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UPDATE: Philly nurse speaks out on assisted suicide case

Written by The Associated Press | Feb 12, 2014 11:24 AM
Stethoscope doctor

(Philadelphia) -- A Philadelphia nurse accused of helping her 93-year-old terminally ill father kill himself by handing him a bottle of morphine says  she was unjustly prosecuted, and her supporters begged Pennsylvania's attorney general to refrain from appealing a judge's decision dismissing the case. 

Speaking publicly for the first time since being charged with felony assisted suicide, Barbara Mancini says her ordeal was an ``unbearable torment.''

``I'm relieved and I'm happy and that's something I haven't felt for over a year,'' says Mancini, who denounced the case as an ``unjust prosecution.''

Mancini, 57, was charged last summer with giving a nearly full bottle of morphine to her father, Joseph Yourshaw, at his Pottsville home in February 2013 for the purpose of helping him end his life. Yourshaw died at a hospital four days later after a hospice nurse called 911 in what Mancini said was a violation of her father's ``end-of-life wishes.''

In a 47-page opinion issued yesterday, the one-year anniversary of Yourshaw's death, Schuylkill County Judge Jacqueline L. Russell said state prosecutors had failed to prove a crime occurred and based its case against Mancini on speculation and guesswork.

The judge said prosecutors had neither established that Yourshaw intended to take his own life, nor that Mancini helped him do it.

Mancini declined to comment today when asked if she wanted to address first-term state Attorney General Kathleen Kane directly.

But her supporters from Compassion & Choices, a group that supports aid in dying and other end-of-life decisions and raised $20,000 to help defray Mancini's $100,000 legal bill, were more than willing to take on the first-term Democrat.

Mancini's prosecution ``did more than torment and torture one family,'' said Compassion & Choices spokeswoman Gwen Fitzgerald, who joined Mancini at a news conference inside her Philadelphia home. `The arrest of a family caregiver providing pain medication to a dying loved one has a chilling effect for families across the country.''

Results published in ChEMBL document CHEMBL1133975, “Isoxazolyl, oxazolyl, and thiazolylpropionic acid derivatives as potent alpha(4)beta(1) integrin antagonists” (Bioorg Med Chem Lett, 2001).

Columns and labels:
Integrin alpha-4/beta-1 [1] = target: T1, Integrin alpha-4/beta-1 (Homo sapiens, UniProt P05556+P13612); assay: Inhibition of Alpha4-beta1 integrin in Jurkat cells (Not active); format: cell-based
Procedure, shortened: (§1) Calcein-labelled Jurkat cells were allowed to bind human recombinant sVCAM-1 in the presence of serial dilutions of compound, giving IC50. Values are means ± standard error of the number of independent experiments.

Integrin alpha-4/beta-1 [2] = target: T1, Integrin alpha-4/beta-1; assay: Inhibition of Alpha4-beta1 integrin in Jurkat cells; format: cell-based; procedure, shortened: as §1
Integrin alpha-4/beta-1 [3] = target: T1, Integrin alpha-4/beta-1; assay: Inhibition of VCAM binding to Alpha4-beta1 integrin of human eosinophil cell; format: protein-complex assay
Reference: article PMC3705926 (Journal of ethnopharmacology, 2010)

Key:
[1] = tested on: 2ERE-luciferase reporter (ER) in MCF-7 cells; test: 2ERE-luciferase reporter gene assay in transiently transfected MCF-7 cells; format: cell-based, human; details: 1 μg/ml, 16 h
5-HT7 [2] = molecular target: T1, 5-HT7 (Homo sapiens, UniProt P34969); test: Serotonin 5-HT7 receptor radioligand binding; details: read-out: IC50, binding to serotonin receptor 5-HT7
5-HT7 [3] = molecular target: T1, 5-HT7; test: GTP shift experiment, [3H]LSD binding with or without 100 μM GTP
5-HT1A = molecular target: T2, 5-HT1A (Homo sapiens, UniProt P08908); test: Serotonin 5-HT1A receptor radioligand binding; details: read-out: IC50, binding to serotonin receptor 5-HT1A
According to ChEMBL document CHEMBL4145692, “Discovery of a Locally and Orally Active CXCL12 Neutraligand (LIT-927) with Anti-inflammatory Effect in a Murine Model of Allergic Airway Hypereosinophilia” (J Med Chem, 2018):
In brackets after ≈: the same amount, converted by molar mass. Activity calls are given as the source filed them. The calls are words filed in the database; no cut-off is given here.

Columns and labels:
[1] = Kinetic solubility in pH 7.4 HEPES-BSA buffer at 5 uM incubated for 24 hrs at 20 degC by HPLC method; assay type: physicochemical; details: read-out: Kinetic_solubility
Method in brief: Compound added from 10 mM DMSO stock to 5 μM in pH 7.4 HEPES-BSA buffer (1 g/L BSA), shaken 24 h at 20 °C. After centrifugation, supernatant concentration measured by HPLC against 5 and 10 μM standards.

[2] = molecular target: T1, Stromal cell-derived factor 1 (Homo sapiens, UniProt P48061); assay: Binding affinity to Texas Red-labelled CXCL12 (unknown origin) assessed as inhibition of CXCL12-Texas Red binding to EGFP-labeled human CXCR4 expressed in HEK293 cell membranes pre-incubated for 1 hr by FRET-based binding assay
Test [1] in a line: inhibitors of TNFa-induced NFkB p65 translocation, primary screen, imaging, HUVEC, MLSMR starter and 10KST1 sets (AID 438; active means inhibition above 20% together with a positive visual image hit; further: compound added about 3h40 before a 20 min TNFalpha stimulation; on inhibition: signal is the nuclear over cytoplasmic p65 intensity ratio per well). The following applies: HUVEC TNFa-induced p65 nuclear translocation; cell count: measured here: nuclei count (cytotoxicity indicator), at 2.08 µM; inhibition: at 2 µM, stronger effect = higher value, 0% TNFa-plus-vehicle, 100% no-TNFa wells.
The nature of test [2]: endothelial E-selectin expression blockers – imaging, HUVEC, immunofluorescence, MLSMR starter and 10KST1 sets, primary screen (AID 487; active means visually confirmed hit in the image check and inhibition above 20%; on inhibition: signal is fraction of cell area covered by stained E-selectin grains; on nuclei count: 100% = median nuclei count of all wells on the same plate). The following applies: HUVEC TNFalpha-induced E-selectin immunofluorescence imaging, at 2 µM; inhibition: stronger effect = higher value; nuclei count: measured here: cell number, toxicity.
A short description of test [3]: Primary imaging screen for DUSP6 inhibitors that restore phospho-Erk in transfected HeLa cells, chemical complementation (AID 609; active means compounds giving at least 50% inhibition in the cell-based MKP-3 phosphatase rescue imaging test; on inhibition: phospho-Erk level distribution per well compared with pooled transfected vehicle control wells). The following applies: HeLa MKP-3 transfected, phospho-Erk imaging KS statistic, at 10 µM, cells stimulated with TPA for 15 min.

Kane ``should back off and back out of families' medical decisions. You are not needed there,'' Fitzgerald said. She said an appeal of the judge's ruling would be ``a further abuse of power.''

Kane's office says it was still analyzing the ruling and declined further comment after the news conference.

Prosecutors have 30 days to appeal.

Mancini was let go from her job as an emergency-room nurse at Lankenau Medical Center, where she'd worked for more than 20 years, after her six-month unpaid leave expired last month. She said she plans to reapply for her old job ``at some point.''

``I can't do it right now,'' she says ``We need to decompress a little bit.''

    

This story was updated at 4:45 p.m. on 2/12/14

(Philadelphia) -- A Philadelphia nurse accused of handing her 93-year-old terminally ill father a bottle of morphine is breaking her silence after a judge dismissed an assisted suicide charge against her.

Barbara Mancini plans to discuss her yearlong ordeal now that a Schuylkill County judge dismissed the felony charge.

Mancini will be joined today by Compassion & Choices, a group that supports aid in dying and other end-of-life decisions. The group is urging Pennsylvania Attorney General Kathleen Kane not to file an appeal.

A Kane spokesman says no decision has been made.

Mancini was charged with giving a nearly full bottle of morphine to her father, Joseph Yourshaw, at for the purpose of helping him end his life in Pottsville. Yourshaw died at a hospital four days later after a hospice nurse called 911.

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